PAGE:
“Every week there is a protest against us,” says Shiraz, a 21-year-old Syrian refugee, sitting with his family in a sparkly Dresden marketplace. “But we’ve never been hurt.”
Shiraz pauses, remembering the last demonstration at the camp he lives in about an hour and a-half outside the city. “Well, not every week,” he adds, “but the protests in the next town are definitely every week.”
During demonstrations, refugees stay holed up inside the camp, a converted hotel surrounded by fences and guards.
Despite their caution, German police say there have been more than 550 attacks on refugee residences this year, including arson, gunfire and a grenade. In Dresden, a city that has seen anti-immigrant protests turn violent, refugees say outright assaults are rare, but dirty looks and racist comments remain a staple of daily life.
In 2015—a year in which more than 1 million refugees came to Germany— there were about 1,000 such attacks, five times the number from the year earlier. Since then, far right political parties and groups have flourished, and anger against immigrants does not appear to be abating.
As he was waiting for a train two months ago, Fakhry, a Syrian taxi driver here in Dresden, was kicked in the knee. The man who kicked him proceeded to sip his beer calmly as Fakhry ran away.
“You have to pay attention to everything you do,” says Fakhry as he waits outside a money transfer center for a friend who can translate German to Arabic. “On the other hand, there are nice people who gave us food on the holidays.”
At a lush green park, three young Syrian refugees warily eye two slightly older men with pale faces, tattoos and nearly shaved heads.
“Those are the types to be Nazis,” one young man says, softly leaning in. He laughs briefly, recognizing the fact that he is profiling the people he believes to be racists based on their appearance.
Anti-immigration groups in Germany are not members of the now illegal Nazi party from World War II, but activists often label them as such. Even symbolism like swastikas or the Nazi salute are illegal in Germany.
Racist violence, however non-lethal, continues, especially in the eastern countryside, once part of the Soviet bloc.
Late last year, angry locals threw rocks through the windows of his camp in a village outside Dresden, says Mohammad, a 20-year-old Syrian who was a forklift operator before coming to Germany. The group then opened fire, shooting in windows, but no one was harmed.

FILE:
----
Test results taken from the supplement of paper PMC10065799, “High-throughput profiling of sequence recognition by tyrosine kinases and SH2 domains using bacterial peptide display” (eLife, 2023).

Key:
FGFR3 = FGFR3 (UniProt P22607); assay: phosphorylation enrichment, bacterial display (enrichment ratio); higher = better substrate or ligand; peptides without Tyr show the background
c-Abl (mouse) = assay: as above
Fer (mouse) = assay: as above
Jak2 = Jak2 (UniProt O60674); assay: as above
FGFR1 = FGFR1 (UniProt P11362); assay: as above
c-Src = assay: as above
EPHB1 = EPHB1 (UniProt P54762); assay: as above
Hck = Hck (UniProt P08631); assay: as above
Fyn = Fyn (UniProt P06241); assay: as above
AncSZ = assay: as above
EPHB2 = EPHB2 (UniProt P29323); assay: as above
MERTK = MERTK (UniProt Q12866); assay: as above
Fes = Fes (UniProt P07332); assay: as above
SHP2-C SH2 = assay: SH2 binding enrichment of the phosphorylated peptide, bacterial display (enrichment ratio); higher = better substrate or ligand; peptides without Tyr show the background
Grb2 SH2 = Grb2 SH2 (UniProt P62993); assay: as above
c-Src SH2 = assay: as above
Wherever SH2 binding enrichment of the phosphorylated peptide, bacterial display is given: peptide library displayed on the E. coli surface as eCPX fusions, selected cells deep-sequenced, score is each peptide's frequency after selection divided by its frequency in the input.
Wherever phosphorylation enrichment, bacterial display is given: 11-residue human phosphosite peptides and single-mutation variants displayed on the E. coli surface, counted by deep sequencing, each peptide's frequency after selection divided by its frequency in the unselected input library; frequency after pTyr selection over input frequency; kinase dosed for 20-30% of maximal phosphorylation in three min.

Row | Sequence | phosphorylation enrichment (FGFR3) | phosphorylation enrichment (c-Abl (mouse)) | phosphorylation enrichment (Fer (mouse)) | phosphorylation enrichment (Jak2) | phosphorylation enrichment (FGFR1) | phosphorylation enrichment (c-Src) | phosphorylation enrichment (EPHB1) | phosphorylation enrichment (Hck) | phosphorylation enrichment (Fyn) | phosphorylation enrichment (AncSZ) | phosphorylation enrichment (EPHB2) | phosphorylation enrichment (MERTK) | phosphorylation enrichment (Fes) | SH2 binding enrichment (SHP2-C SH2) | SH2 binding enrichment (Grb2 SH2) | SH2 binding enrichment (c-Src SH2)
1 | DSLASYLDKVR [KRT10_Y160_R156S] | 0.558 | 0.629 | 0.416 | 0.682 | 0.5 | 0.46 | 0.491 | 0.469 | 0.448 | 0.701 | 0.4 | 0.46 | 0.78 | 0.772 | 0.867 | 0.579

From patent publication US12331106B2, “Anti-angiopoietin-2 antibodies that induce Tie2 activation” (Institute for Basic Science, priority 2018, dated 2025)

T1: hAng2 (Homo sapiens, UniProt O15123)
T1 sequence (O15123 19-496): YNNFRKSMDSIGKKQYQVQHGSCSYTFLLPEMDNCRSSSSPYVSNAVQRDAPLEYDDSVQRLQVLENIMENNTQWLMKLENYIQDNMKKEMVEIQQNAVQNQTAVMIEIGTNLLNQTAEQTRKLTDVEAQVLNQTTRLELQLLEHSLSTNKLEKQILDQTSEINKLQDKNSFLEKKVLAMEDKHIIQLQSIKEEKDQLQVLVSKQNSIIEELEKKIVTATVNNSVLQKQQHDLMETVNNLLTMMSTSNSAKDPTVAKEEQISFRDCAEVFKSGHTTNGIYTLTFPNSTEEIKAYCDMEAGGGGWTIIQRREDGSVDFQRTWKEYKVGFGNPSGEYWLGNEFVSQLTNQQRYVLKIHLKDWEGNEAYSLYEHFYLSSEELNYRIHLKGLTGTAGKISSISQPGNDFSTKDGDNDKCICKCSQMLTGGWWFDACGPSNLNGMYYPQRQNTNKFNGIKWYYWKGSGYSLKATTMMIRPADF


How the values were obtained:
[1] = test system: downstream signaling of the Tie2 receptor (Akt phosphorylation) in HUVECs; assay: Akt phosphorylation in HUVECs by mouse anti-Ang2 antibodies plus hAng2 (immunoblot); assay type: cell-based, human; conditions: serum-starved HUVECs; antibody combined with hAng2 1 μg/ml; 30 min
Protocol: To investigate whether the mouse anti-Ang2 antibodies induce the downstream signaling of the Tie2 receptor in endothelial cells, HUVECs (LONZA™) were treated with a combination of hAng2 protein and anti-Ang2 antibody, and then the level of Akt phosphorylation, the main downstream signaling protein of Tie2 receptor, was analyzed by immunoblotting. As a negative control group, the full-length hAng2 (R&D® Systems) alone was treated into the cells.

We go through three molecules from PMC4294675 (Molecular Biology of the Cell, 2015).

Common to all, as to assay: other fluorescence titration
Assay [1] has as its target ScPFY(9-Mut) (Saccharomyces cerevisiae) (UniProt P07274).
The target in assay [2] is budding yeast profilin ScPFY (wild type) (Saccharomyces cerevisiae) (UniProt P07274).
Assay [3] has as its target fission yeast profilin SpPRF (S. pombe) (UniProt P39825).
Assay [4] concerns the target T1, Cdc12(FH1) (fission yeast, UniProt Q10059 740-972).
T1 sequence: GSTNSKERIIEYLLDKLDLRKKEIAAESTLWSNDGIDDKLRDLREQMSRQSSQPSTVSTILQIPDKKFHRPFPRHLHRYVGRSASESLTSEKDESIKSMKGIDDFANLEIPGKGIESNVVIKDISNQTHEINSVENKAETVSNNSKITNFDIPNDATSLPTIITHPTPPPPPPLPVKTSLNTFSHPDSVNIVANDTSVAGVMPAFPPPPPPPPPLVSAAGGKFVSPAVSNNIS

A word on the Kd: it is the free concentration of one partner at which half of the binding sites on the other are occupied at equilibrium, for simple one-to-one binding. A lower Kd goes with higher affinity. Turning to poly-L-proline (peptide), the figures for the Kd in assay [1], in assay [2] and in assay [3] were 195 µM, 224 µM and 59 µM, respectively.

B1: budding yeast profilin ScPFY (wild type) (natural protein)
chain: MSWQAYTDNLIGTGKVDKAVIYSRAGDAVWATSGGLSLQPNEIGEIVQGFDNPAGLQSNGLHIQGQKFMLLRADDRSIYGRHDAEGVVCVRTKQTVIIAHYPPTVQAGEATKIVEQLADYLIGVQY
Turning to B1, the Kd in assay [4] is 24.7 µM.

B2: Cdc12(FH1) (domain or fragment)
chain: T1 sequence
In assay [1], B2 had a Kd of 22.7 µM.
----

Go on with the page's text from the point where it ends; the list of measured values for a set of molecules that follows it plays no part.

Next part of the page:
“Of course everyone was scared,” Mohammad says, poking at his mobile phone. “Everyone jumped.”
There were at least 45 arson attacks on residences of refugees and asylum seekers in the first five months of this year, including one in February, where onlookers cheered while a converted hotel burned.
And anti-immigrant sentiment is sometimes shared by local security guards, some of whom are associated with right-wing political groups, according to Yan St-Pierre of Berlin-based security firm MOSECON.
“Some research indicates that one of the reasons why some of the camps and residences are being attacked so easily is that… they have been accused of inadvertently leaving the door open.”
At a converted mental hospital in Berlin, Omar, an emergency responder from Damascus, says the dangers for refugees in Germany pales in comparison to the dangers they fled in Syria.
Refugees are less conspicuous in this cosmopolitan city, and the population is generally more liberal than in the countryside, or even other cities. Still, many of the young men here have gotten "the finger" from passersby in recent months, and notice police and local residents keeping a wary eye on them.
Police distrust goes both ways, adds Omar, and he believes while violence against refugees will persist, authorities’ attempts to thwart it also will continue.
“Bad things happen,” he says. “But I don’t think the government will let it be more and more.”
But refugee life is hard by any measure, and for many people who were living ordinary lives at home before the war began, the sadness of being cast as the "hated other" is the most difficult challenge.
“When things go back to normal in Syria,” says Omar, rubbing his head in a barren lobby of the old hospital. “On the very first trip, I will be there.”